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New Plant
New/Featured for 2020

Full Sun
Full Sun

Partial Shade
Partial Shade

Shade Lover
Full Shade

Drought Tolerant
Drought Tolerant

Picture Available
Picture Available

Drawing Available
Drawing Available

(PPAF) = Propagation of this plant prohibited without a license.

Hardiness Zone Map


Alchemilla

Lady’s Mantle

You might not transmute gold with Alchemilla, but foamy clusters of tiny, starlike flowers in brilliant chartreuse will materialize above beautifully scalloped, slightly toothed foliage. A contrast of forms, Alchemilla was used to collect dewdrops in the medieval preparation of the Philosopher’s Stone. We find the way moisture collects and moves like mercury on the pale green leaves always magical. Whether fresh or dried, the flowers are a favored addition to any bouquet.

Let this low growing, wonderfully textured plant creep its way around the shaded stepping stones of your woodland garden. Let the wine red stems and miniature, sometimes silver-edged, deeply lobed and scalloped green foliage surprise you under Helleborus, Astrantia or Tricyrtis.

Blooms April–mid-August.

Size: 2" high x 12" wide.

Hardy to zone 6.

<i>Alchemilla erythropoda</i>

This charming dwarf Alchemilla sprouts gray- green serrated foliage and zesty citron-yellow flower clusters that don a reddish cast once they’re spent. We plant it primarily as a ground cover in small niches of the rockery.

Blooms April–August

Size: 5" high x 10" wide.

Hardy to zone 5.

<i>Alchemilla glaucescens</i>

Trimmed with silver-haired teeth, shallow rounded lobes sculpt the soft-as-velvet, olive-green palmate foliage, while effervescent sprays of thirst quenching lemon-lime flowers linger above. Growing larger than Alchemilla ‘Auslese’, this Alchemilla delivers radiant appeal in dappled light amid blue flowering Brunnera.

Blooms April–mid-August.

Size: 10" high x 12" wide.

Hardy to zone 5.

Alchemilla mollis ‘Auslese’ (P-0478)

Each $7.75

AVAILABLE MAY 2020

<i>Alchemilla mollis</i> ‘Auslese’

Profuse sprays of yellow-green frothy flowers adorn a mound of lush gray-green foliage, much larger than our other Alchemilla offerings. The leaves alone will enhance the foreground of any perennial border. ‘Auslese’ prefers cool moist soil, so we oblige by planting it in a woodland setting under a high canopy.

Blooms April–mid-August.

Size: 15" – 18" high x 2' 0" wide.

Hardy to zone 4.

Alchemilla mollis ‘Robusta’ (P-1685)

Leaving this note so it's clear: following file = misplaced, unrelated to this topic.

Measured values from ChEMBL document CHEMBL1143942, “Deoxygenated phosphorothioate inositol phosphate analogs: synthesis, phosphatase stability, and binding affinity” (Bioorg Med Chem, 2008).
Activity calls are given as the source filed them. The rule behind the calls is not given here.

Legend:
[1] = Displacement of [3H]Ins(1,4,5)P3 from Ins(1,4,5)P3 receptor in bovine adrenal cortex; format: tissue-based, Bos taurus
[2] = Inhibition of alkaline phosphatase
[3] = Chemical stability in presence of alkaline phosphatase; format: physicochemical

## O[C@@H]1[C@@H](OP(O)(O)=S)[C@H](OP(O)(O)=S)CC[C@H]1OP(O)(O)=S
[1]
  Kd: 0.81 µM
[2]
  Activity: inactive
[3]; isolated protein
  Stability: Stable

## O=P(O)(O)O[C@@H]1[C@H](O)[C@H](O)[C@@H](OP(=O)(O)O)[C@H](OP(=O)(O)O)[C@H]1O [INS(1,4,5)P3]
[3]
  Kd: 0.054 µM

Each $7.75

AVAILABLE LATE APRIL 2020

<i>Alchemilla mollis</i> ‘Robusta’

Frothy pouffes of starry chartreuse flowers carried on sturdy, mostly upright stems are a florist’s dream and a gardener’s good fortune. Rounded grayish green leaves are a little larger than the species, featuring palmate veins, minute satiny white hairs and partially folded lobes, adopting an exquisite pleated appearance. All this charming detail deserves a closer look, so situate ‘Robusta’ along a well-trodden path or favored bench where you’ll be rewarded with a repeat autumn bloom.

Blooms April–mid-July

Size: 18" high x 2' 0" wide.

Hardy to zone 4.

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Latest News

Dear Fellow Plant-Lovers,

Sadly, due to the current situation, we are closed to walk in customers, until further notice…MORE



Current Staff's Favorite Plant

Current Staff's Favorite Plant

Our featured plant: Athyrium niponicum var. pictum

Fresh Fern Fronds, Early-blooming Clematis, Marvelous March Foliage!

Fresh Fern Fronds...

Coveted for their artfully hewn fronds, the deciduous ferns featured above unfurl spritely new fiddleheads every spring. Varying shades of green, silver, henna and burgundy embellish their delicate-looking foliage. Tailor-made for shady nooks, these easily-grown flowerless perennials can be planted as specimens or en masse in shade gardens, mixed borders and woodland settings. They also lend exquisite feathered accents to patio containers or cut arrangements. Ferns flourish in cool moist well-drained locales enriched with compost or well-rotted manure. Feel free to peruse the Perennial section of our website for other Athyrium & Dryopteris species.

Exquisite early Clematis and marvelous March foliage...

Early-blooming Clematis herald spring with charm to spare. The armandii, alpina and montana Clematis species are generally the first to flower, with some even wafting sublime scents. Clematis armandii ‘Snowdrift’ and Clematis montana ‘Elizabeth’ sprout larger statures than the more petite Clematis alpina ‘Constance’ or ‘Jan Lindmark’, while all showcase beguiling blooms. These delightful vines can twine up arbors, trellises, walls or trees, offering vertical accents to the fresh flourish of head-turning foliage that blankets the beds beneath. The new growth featured in this newsletter was photographed this week in our garden and nursery.

All of us plant wranglers at the nursery, along with Boobah, our wee greeter and self-appointed nursery manager, and shy kitty, Parker, wish you countless happy hours digging in a garden of your own! 

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